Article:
Article

Reactions of the inner surface of carbon nanotubes and nanoprotrusion processes imaged at the atomic scale

  • Nature Chemistry volume 3, pages 732737 (2011)
  • doi:10.1038/nchem.1115
  • Download Citation
Received:
Accepted:
Published:

Abstract

Although the outer surface of single-walled carbon nanotubes (atomically thin cylinders of carbon) can be involved in a wide range of chemical reactions, it is generally thought that the interior surface of nanotubes is unreactive. In this study, we show that in the presence of catalytically active atoms of rhenium inserted into nanotubes, the nanotube sidewall can be engaged in chemical reactions from the inside. Aberration-corrected high-resolution transmission electron microscopy operated at 80 keV allows visualization of the formation of nanometre-sized hollow protrusions on the nanotube sidewall at the atomic level in real time at ambient temperature. Our direct observations and theoretical modelling demonstrate that the nanoprotrusions are formed in three stages: (i) metal-assisted deformation and rupture of the nanotube sidewall, (ii) the fast formation of a metastable asymmetric nanoprotrusion with an open edge and (iii) a slow symmetrization process that leads to a stable closed nanoprotrusion.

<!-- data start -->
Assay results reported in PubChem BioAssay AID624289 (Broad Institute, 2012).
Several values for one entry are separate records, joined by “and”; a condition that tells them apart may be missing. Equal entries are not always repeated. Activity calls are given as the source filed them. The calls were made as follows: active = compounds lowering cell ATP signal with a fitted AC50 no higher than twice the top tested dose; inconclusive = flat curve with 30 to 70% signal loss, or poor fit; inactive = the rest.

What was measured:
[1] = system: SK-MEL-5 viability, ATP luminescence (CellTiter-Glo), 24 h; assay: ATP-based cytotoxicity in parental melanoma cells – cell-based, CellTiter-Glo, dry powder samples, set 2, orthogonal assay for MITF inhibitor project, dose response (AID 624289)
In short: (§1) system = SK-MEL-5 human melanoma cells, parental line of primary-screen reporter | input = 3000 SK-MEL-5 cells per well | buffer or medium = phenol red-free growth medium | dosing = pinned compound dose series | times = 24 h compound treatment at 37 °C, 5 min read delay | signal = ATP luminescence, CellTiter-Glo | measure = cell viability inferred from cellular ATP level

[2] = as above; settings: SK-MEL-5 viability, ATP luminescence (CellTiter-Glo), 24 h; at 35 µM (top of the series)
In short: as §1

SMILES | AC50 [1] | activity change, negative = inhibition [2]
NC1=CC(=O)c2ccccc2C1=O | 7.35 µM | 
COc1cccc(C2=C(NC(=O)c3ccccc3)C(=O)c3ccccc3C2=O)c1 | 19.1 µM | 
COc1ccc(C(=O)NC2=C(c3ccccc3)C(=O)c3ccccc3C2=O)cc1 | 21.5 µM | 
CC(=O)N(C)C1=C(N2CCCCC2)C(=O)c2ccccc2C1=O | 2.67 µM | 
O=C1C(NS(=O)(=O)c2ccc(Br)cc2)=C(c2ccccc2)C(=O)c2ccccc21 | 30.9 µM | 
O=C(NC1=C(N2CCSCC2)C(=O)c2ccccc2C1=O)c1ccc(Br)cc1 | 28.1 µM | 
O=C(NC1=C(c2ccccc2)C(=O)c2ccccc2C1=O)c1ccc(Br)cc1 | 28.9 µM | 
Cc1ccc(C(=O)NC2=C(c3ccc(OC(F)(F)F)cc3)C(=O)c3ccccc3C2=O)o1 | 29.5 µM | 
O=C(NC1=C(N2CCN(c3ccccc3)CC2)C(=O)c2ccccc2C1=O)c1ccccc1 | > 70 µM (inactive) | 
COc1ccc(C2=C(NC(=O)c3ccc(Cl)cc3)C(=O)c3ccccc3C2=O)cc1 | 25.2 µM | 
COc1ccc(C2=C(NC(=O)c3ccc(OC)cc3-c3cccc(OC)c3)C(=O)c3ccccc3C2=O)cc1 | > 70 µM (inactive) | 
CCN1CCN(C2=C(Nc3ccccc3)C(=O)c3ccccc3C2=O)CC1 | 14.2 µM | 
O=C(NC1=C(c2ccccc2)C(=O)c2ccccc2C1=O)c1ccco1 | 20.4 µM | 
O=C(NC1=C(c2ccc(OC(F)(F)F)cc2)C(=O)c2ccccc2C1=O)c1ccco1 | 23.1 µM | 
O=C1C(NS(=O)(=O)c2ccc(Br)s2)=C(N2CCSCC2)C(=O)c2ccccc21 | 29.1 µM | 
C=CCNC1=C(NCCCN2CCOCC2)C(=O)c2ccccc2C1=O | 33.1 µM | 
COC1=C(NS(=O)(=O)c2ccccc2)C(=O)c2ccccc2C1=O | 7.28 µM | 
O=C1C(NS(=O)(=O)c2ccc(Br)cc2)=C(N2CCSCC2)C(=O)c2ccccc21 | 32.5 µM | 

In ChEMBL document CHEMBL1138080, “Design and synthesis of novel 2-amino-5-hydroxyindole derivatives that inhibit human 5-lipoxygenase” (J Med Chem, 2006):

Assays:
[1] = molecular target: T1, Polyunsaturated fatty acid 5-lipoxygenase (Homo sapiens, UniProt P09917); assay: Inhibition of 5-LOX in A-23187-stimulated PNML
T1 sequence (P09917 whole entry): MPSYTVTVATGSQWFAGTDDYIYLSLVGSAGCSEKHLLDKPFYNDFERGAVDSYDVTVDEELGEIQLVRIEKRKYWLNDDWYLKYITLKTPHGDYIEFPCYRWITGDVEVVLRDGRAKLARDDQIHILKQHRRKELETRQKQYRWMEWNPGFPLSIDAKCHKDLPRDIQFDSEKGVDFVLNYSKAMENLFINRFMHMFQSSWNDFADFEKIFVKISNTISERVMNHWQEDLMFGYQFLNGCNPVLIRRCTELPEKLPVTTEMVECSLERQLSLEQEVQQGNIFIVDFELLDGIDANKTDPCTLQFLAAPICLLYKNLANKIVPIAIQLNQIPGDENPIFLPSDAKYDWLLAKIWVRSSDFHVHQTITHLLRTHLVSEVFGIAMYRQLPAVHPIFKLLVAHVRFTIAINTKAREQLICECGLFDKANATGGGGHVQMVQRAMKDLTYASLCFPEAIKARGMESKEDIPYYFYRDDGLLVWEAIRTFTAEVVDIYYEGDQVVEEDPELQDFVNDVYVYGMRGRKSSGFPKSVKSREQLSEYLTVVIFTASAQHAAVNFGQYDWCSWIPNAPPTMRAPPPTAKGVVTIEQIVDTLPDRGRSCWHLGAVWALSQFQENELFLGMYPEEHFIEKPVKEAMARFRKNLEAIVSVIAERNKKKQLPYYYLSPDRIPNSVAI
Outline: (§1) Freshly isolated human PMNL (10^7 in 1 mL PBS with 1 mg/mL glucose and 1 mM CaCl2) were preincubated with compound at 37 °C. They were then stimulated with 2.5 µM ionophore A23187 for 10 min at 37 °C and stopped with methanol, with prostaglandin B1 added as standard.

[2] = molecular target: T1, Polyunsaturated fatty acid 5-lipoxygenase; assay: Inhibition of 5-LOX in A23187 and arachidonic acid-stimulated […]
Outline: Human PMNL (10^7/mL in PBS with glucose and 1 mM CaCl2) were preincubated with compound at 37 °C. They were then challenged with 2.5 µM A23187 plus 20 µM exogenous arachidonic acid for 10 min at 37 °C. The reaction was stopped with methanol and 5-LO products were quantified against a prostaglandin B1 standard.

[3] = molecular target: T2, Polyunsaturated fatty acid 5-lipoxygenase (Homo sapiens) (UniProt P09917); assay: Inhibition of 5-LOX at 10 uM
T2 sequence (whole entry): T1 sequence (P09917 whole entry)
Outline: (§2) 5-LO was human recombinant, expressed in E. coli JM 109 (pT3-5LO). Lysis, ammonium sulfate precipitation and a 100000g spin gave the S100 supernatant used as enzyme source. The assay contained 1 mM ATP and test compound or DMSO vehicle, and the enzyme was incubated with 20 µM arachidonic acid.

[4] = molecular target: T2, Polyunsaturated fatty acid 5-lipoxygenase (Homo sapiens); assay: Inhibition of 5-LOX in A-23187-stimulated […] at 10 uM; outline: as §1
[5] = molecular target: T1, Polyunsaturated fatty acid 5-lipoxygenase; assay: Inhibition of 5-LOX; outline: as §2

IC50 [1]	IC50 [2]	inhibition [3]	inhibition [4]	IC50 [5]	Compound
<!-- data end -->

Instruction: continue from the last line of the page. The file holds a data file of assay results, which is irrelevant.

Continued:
• Subscribe to Nature Chemistry for full access:

    $59

    Subscribe

Additional access options:

Already a subscriber?  Log in  now or  Register  for online access.

References

  1. 1.

    , , & Chemistry of carbon nanotubes. Chem. Rev. 106, 1105–1136 (2006).

  2. 2.

    , , , & Chemical reactions inside single-walled carbon nano test-tubes. Chem. Commun. 37–39 (2005).

  3. 3.

    et al. Azafullerenes encapsulated within single-walled carbon nanotubes. J. Am Chem. Soc. 130, 6062–6063 (2008).

  4. 4.